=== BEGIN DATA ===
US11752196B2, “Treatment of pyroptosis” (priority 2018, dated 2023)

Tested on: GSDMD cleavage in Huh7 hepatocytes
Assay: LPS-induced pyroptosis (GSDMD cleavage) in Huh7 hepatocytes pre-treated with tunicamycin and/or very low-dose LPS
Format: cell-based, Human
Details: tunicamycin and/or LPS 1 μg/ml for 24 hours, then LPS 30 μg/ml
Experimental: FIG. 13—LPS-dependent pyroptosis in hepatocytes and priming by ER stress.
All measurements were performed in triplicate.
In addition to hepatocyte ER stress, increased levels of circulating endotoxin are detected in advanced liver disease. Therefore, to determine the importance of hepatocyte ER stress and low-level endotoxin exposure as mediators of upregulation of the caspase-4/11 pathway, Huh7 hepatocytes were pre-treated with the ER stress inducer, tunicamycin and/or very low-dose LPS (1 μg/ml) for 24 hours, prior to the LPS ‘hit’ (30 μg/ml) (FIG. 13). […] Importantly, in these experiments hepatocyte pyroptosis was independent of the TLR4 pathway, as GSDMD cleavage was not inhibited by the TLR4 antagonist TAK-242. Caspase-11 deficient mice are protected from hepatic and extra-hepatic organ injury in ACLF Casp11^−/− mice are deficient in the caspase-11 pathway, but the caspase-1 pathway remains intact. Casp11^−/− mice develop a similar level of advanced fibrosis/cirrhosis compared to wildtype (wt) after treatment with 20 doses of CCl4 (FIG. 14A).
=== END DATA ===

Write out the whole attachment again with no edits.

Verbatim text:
US11752196B2, “Treatment of pyroptosis” (priority 2018, dated 2023)

Tested on: GSDMD cleavage in Huh7 hepatocytes
Assay: LPS-induced pyroptosis (GSDMD cleavage) in Huh7 hepatocytes pre-treated with tunicamycin and/or very low-dose LPS
Format: cell-based, Human
Details: tunicamycin and/or LPS 1 μg/ml for 24 hours, then LPS 30 μg/ml
Experimental: FIG. 13—LPS-dependent pyroptosis in hepatocytes and priming by ER stress.
All measurements were performed in triplicate.
In addition to hepatocyte ER stress, increased levels of circulating endotoxin are detected in advanced liver disease. Therefore, to determine the importance of hepatocyte ER stress and low-level endotoxin exposure as mediators of upregulation of the caspase-4/11 pathway, Huh7 hepatocytes were pre-treated with the ER stress inducer, tunicamycin and/or very low-dose LPS (1 μg/ml) for 24 hours, prior to the LPS ‘hit’ (30 μg/ml) (FIG. 13). […] Importantly, in these experiments hepatocyte pyroptosis was independent of the TLR4 pathway, as GSDMD cleavage was not inhibited by the TLR4 antagonist TAK-242. Caspase-11 deficient mice are protected from hepatic and extra-hepatic organ injury in ACLF Casp11^−/− mice are deficient in the caspase-11 pathway, but the caspase-1 pathway remains intact. Casp11^−/− mice develop a similar level of advanced fibrosis/cirrhosis compared to wildtype (wt) after treatment with 20 doses of CCl4 (FIG. 14A).